The Possession. Despite its moderate PG-13 rating, this thriller about a 10-year-old girl possessed by a demon could prove too intense for many middle-schoolers. It’s not that the depictions are so graphic, it’s the creepiness factor. In the prologue, an older woman tries to destroy a mysterious wooden box and gets badly hurt. Supposedly based on a true story, “The Possession” recounts the horrors that ensue after a girl named Em buys the box at a yard sale with her recently divorced dad, Clyde. Em opens the box to find dead birds, dried moths and a ring that turns her finger black. Her bubbly personality darkens. Clyde learns the antique box has been used to capture evil spirits by certain ultra-Orthodox Jewish sects since medieval times.

THE BOTTOM LINE: Creepy images abound — strange fluttering moths fly out of little Em’s mouth, fill her room and terrorize her father and older sister. Sometimes Em’s eyes roll back and a low voice comes out of her. She even sees fingers deep inside her throat. Adults invaded by the demon suffer bizarre contortions. The dialogue includes occasional profanity.

Premium Rush. A seriously fun thrill ride, “Premium Rush” will give teen filmgoers something to talk about. It has adrenaline-pumping chases and a nasty villain, yet with one or two brief exceptions, the film maintains its PG-13 cred. Wilee is a Manhattan bicycle messenger assigned by his dispatcher to transport an envelope to a Chinatown address. Nima seems unusually nervous. We learn that the contents of the envelope have to do with a Chinese financial group and a personal matter. Just as Wilee heads off with the envelope, he’s waylaid by a plainclothes police officer, Bobby Monday. Wilee races off, with Monday giving chase in his car.

The bottom line: Michael Shannon’s bad cop is scary, because it’s clear he’ll do anything to get that envelope. He beats one of his gambling creditors to death in one intense, but not heavily graphic, scene. The chases are breathtakingly real, and the way Wilee actually visualizes potential crashes at tricky intersections is chilling. The script contains midrange crude language, profanity and a racial slur.

The Apparition. Only younger teens are likely to shiver in their shoes at this pallid thriller, and it’s okay for them to see. High-schoolers may get bored. In a prologue, we see three college students try to contact the spirit world. One of their cohorts is pulled through to the Other Side. Cut to a subdivision in the present day, where Kelly and her boyfriend, Ben, are moving in. Furniture starts shifting and they hear odd noises. Ben takes a really long time to tell Kelly about that college experiment he was part of. Then his former classmate Patrick tells them that the spirit released in college has decided to haunt Ben.

THE BOTTOM LINE: Besides making furniture move about, the angry spirit creates gross-looking mold in the house and causes a neighbor’s dog to die (not graphic). Its human victims are sometimes sucked through walls. The language is mild. A shower scene hints understatedly at nudity, and one long sequence has Kelly wearing only her underwear while trying to flee the spirit.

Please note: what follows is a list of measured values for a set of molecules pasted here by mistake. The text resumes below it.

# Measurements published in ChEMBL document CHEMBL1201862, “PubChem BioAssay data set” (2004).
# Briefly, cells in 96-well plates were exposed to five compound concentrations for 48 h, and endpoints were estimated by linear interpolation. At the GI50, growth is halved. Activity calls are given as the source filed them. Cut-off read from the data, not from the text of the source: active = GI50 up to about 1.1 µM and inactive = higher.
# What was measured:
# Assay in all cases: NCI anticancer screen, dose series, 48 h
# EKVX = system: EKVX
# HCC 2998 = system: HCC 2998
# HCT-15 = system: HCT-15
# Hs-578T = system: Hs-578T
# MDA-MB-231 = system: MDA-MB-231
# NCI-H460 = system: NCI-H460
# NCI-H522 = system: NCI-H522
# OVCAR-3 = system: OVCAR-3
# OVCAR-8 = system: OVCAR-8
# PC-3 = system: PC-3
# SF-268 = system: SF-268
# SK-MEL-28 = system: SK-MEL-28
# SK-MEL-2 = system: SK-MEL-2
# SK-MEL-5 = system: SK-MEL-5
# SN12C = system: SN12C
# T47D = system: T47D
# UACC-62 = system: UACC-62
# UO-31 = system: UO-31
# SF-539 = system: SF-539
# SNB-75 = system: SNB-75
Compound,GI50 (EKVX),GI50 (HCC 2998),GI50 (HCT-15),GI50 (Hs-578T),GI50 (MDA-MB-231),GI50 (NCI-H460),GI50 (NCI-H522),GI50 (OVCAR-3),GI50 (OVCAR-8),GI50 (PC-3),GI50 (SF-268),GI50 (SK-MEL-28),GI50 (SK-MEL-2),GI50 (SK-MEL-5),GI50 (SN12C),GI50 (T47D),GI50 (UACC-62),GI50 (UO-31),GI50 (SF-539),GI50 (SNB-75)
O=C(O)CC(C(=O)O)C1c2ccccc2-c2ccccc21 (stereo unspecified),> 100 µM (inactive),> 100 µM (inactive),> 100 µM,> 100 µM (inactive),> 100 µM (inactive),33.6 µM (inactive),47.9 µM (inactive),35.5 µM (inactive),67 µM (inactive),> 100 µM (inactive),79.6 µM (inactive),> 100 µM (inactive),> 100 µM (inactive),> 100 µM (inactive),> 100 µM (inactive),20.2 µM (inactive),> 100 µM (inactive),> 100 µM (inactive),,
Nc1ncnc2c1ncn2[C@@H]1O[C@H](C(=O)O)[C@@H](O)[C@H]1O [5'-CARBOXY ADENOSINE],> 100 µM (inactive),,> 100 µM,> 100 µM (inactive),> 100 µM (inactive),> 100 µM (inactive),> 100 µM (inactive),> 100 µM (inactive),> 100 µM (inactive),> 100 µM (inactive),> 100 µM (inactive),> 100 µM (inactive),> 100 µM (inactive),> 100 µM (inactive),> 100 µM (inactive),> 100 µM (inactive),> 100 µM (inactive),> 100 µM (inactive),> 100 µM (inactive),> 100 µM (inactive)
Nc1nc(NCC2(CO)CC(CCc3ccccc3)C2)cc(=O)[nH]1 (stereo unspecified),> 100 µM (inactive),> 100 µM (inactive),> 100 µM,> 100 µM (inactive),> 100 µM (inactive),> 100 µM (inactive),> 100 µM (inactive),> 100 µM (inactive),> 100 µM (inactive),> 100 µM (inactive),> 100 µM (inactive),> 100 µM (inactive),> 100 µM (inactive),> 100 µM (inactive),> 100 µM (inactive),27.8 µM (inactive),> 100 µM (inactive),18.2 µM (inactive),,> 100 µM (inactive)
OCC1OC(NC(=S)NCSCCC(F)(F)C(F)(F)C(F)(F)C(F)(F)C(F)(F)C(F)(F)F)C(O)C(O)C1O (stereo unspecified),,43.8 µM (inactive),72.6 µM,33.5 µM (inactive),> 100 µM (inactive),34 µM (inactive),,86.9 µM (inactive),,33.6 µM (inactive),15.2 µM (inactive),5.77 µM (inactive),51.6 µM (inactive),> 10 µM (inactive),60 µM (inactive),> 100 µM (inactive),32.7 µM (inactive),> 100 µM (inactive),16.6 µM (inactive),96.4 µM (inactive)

Sleepwalk With Me (Unrated). Unrated, but quite PG-13-ish, “Sleepwalk With Me” is a slightly fictionalized tale told by real-life comedian Mike Birbiglia about his early career and how his fear of marriage led to dangerous sleepwalking accidents and the end of a relationship. Okay for most teens, the film is more likely to entertain college-age moviegoers and fans of young comics. “Sleepwalk With Me” is narrated by Birbiglia, playing a comic named Matt Pandamiglio. His relationship is stalled, as is his non-career. The couple gets engaged anyway. About the same time, Matt starts sleepwalking. He also lands an agent and gets a few college gigs. When he riffs on his fear of marriage, audiences start to respond, and he shifts his comic focus to his own life. It rescues his career, but not his relationship.

The bottom line: Characters drink, smoke and use mild profanity. The film includes a couple of very mild sexual situations, including one in which Matt starts to cheat on Abby.


Lawless. This tale of bootleggers in Prohibition-era Virginia will sweep film buffs 17 and older into its world and hold them there. In gangster movie tradition, however, the film is exceedingly violent and not for the faint of heart. World War I veteran Forrest Bondurant and his brothers make their living selling illegal moonshine. No one messes with them until a crooked lawman shows up. A war erupts.

THE BOTTOM LINE: The violence in “Lawless” earns an R and then some. The film includes bloody, deafening shootouts and stabbings, as well as fires, explosions, brass-knuckle fights and other bashings. The rape of a woman by two gangsters is strongly implied. And there is a consensual sexual situation that is not explicit. The dialogue includes strong profanity.

The Expendables 2. Action-movie aficionados 16 and older will find more than enough heavy gunfire, explosions and macho banter in this sequel to satisfy them, despite the cast’s advanced median age. The mayhem involves much spattered blood, so the film is problematic for under-16s. Sylvester Stallone returns as special-ops mercenary Barney Ross. In a prologue, he and his team rescue an old compadre from captivity and torture in Nepal. After that, Barney’s CIA contact sends him on a mission to retrieve stolen plutonium from a villain.

The bottom line: The action film features multiple gun battles and explosions, as well as martial arts combat and fights. The blood flies, but the gore really isn’t graphic for an R-rated film. Characters use occasional profanity, and there is mild sexual innuendo.

Horwitz is a freelance writer